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The Globe and Mail

Stars, scandals and style: 12 TIFF movies with buzz

Big budgets and powerhouse teams mean these films are already getting lots of attention

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Anna Karenina: Keira Knightley reunites for a third time with director Joe Wright (Atonement, Pride and Prejudice) in this big-screen adaptation of Tolstoy’s classic novel. Expect lavish costumes, gorgeously styled sets and melodrama galore – as well as plenty of eye candy from male leads Jude Law and Aaron Taylor-Johnson.

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Cloud Atlas: The novel this film is based on is a sprawling work that was thought to be impossible to produce onscreen. It took three directors (including Lana and Andy Wachowski of the Matrix), an A-list cast (Tom Hanks and Halle Berry) and a hefty budget to get it done.


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Much Ado About Nothing: Few filmmakers have had a better year than Joss Whedon, who directed The Avengers and co-wrote The Cabin in the Woods. So this modern-day version of the William Shakespeare play – shot at Whedon’s house in California over 12 days – certainly shouldn’t lack for attention.


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Bad 25: Director Spike Lee embarks on a behind-the-scenes look at the creatively fertile and personally turbulent period that ushered in Michael Jackson’s transformation from teen pin-up to troubled icon. Featuring interviews from Kanye West, Cee Lo Green and Mariah Carey, Bad 25 promises to be an important document.


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Looper: It gets automatic buzz as the opening film of this year’s fest but unlike some previous kickoff selections this movie has “big hit” written all over it. Starring Joseph Gordon-Levitt, Bruce Willis and Emily Blunt, it’s a twisty time-travel thriller that has blockbuster potential.

Alan Markfield/AP

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Midnight’s Children: Canada’s Deepa Mehta and author Salman Rushdie make up the dream team behind this big-screen adaptation of Rushdie’s sweeping, magical, comic-epic novel about India’s early days of independence. With Mehta’s eye for magic realism and Rushdie tapped as screenwriter, the ingredients are there for an over-the-top spectacle.

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On The Road: Walter Salles’s adaptation of the seminal Jack Kerouac book is buzzy not so much for the film itself as it is for its scandal-plagued star, Kristen Stewart. Already, journalists have been sternly warned to steer clear of personal questions.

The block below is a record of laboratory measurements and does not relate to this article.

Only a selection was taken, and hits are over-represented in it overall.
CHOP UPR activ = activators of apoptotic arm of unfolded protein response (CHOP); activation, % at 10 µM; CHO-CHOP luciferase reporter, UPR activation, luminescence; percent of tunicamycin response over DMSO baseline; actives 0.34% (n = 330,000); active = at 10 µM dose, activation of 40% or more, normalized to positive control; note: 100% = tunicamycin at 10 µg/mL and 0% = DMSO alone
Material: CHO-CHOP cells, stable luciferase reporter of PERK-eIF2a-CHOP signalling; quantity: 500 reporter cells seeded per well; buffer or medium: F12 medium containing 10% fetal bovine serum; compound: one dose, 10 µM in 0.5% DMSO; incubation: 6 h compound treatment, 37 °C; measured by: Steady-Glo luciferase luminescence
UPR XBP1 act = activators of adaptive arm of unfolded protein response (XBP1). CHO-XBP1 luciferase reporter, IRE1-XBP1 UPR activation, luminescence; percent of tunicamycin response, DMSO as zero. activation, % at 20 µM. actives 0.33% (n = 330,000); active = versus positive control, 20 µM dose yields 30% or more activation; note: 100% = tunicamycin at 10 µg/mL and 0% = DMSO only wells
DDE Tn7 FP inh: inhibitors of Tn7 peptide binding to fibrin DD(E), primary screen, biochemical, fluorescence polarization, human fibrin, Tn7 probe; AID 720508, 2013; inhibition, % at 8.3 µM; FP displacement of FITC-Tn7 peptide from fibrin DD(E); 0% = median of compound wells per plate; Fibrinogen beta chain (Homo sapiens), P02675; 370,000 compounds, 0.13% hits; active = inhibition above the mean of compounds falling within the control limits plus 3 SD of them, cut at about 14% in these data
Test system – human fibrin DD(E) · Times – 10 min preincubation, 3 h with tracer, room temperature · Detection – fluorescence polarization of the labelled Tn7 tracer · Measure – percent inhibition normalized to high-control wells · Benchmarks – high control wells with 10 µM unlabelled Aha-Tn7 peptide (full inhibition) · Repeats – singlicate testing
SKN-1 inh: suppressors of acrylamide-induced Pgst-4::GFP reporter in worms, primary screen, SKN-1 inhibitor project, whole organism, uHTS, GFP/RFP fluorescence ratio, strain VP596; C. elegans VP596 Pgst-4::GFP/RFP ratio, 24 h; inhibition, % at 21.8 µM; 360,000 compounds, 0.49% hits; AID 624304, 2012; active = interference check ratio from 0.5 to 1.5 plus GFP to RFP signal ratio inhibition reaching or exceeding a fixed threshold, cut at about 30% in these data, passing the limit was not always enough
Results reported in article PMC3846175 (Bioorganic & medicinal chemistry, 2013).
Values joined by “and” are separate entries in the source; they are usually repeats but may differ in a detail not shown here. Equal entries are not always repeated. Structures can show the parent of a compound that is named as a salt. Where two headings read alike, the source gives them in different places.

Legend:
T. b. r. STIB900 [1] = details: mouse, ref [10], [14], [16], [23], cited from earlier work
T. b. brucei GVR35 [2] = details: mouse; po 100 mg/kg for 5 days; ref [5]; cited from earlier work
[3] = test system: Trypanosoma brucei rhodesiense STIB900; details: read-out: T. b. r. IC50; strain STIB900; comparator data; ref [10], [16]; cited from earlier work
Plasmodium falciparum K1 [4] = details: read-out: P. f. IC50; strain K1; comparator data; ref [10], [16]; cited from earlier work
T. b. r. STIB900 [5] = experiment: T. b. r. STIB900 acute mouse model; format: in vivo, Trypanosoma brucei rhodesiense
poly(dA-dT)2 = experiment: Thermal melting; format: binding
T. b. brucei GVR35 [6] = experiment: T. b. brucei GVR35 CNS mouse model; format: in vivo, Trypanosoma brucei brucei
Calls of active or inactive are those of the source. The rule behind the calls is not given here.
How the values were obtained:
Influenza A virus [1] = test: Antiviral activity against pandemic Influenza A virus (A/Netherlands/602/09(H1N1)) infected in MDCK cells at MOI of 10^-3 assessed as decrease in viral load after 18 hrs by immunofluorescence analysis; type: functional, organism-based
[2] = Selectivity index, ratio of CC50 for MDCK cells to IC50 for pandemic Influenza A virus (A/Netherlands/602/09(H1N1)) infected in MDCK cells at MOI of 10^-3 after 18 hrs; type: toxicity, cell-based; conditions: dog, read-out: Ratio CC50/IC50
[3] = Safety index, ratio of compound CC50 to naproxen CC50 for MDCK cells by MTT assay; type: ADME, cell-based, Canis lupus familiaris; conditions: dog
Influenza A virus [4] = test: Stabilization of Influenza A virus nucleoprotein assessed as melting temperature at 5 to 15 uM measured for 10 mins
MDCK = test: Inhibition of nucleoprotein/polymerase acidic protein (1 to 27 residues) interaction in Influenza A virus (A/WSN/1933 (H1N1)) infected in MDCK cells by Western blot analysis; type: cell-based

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The Place Beyond the Pines: Star Ryan Gosling has worked with most of these producers several times now, on lauded titles including Half Nelson and Blue Valentine, which was also helmed by director/co-writer Derek Cianfrance. The A-list cast also includes Bradley Cooper, Ray Liotta and Eva Mendes.


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Seven Psychopaths: This comedy sees writer-director Martin McDonagh pairing up again with Irish star Colin Farrell after the Oscar-nominated In Bruges. Farrell plays a screenwriter who gets ensnared in organized crime when his friends kidnap a gangster’s Shih Tzu. Farrell flexes his comedy chops alongside Woody Harrelson and Christopher Walken.

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The Company You Keep: The Sundance Kid will talk up this political thriller about a militant Weather Underground activist on the run from a journalist. Robert Redford directs and heads up a near-blinding cast that includes Shia LaBeouf, Julie Christie, Stanley Tucci, Nick Nolte, Terrence Howard and Susan Sarandon.

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The Master: Consider this weighty drama a full-on Oscar offensive: Philip Seymour Hoffman plays a spiritual guru who develops a cult-like organization, while Joaquin Phoenix is a troubled Second World War vet who falls under his tutelage. Paul Thomas Anderson directs; Amy Adams and Laura Dern round out the cast.


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West of Memphis: Johnny Depp and Eddie Vedder appear in this Amy Berg doc about the “West Memphis Three,” teens who were convicted of murdering three boys in 1994. The film presents a convincing case outlining why the teens – who were freed last year – were likely innocent.


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